NPV depends upon the ongoing assumption, which depends upon having children, productive children in particular. Wages at 2X rent works out great for single people parading around in civil marriages, until it doesn’t. The computers just make it easier to boil the frog.

    Manhattan is a government grant, something for nothing. Magicians.

    1. 6th generation Texan

      “A judge is a politician in a robe.”

      Correction: a judge is just a lawyer in a cheap black robe. Your confusion is understandable, as most politicians are lawyers. It’s no coincidence that the two “professions” most despised by the public are lawyers and politicians (just below pimps and slightly above child molesters).

      The surprising (and sad) thing is how people generally despise lawyers, but simply put a cheap black robe on one of them and suddenly he’s worshiped as a god. Brainwashing, Pavlovian conditioning, (mis)educational system to blame ??

      At least — and at last! — a good portion of the sheeple finally seem to be waking up to the reality of the fascist oligarchy that Amerika has now become. Throwing off the shackles of worship of the militaristic state, and hopefully the role that corrupt lawyers in cheap black robes plays in sustaining it, will soon happen also.

  9. change agent

    the one constant in life remains valid. Chickens always come home to roost. (Even if the home was foreclosed on)

  10. GuyFawkes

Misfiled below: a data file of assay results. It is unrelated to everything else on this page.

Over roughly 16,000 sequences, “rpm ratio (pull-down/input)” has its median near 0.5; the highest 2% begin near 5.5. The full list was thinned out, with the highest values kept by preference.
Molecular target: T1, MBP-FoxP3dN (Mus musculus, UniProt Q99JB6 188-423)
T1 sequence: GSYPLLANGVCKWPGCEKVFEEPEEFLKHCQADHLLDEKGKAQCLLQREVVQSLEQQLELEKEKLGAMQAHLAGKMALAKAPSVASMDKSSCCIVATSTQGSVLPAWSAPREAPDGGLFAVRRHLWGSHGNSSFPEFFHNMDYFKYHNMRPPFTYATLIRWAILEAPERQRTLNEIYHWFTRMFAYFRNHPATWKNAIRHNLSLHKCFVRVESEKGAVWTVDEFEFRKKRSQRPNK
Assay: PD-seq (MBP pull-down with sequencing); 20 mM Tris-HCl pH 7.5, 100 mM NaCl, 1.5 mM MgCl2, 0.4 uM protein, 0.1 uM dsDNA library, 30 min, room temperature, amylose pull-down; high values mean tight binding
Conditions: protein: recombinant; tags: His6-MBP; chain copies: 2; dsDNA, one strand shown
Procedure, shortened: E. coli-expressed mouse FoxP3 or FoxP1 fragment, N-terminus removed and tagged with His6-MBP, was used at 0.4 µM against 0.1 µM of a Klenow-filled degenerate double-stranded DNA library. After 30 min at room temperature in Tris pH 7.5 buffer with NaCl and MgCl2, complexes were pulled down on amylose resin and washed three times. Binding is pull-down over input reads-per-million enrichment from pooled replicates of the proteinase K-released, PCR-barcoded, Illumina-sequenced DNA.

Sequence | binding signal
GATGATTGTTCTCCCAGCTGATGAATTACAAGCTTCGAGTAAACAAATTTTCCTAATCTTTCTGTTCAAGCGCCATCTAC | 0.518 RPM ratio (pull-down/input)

MERS and the banking criminals have now mandated that any Deed of Trust (trust, really? *laugh*) signed in Oregon, Washington or Montana (all states whose Supreme Courts have said MERS is unlawful) must have a “MERS Rider” also signed by the borrower. Basically, a rider saying that the borrower knows full well that their state’s own Supreme Court has ruled the company that is still being used by the banking criminals is unlawful, but we want your signature so that you can’t sue when you figure this out. OMFG.

    BTW, just a side note, we, in Washington, have pointed out to our Attorney General, Bob Ferguson, that MERS is continued to be used as “sole beneficiary” even though our Washington State Supreme Court has said MERS is an unlawful beneficiary. Jesus.

  11. Sleeper

    The mortgage market is pretty much dead here in NC and the refinance market is long buried.
    The house of cards has fallen and the players are finally realizing that deck consists of playing cards mixed with go fish cards. But the game goes on because admitting that the game is over means al of those winnings are fake.

  12. Jim A

    Part of the cause of the MERS fiasco is that the big Wall Street bankers simply believed that if they didn’t like the law, (in this case mortgage recording requirements) they could simply ignore it and do what they wanted instead. In a real sense this is similar to certain ranchers, albeit without the standoffs between officials and gun-toting wackjobs…

    1. flora

      Ignoring the law is profitable with very little downside. For the past 20 years D.C. pols and regulators have shown more willingness to change those pesky regulatory laws instead of enforce them. See: the merger of Citigroup and Traveler co. in 1998 for example.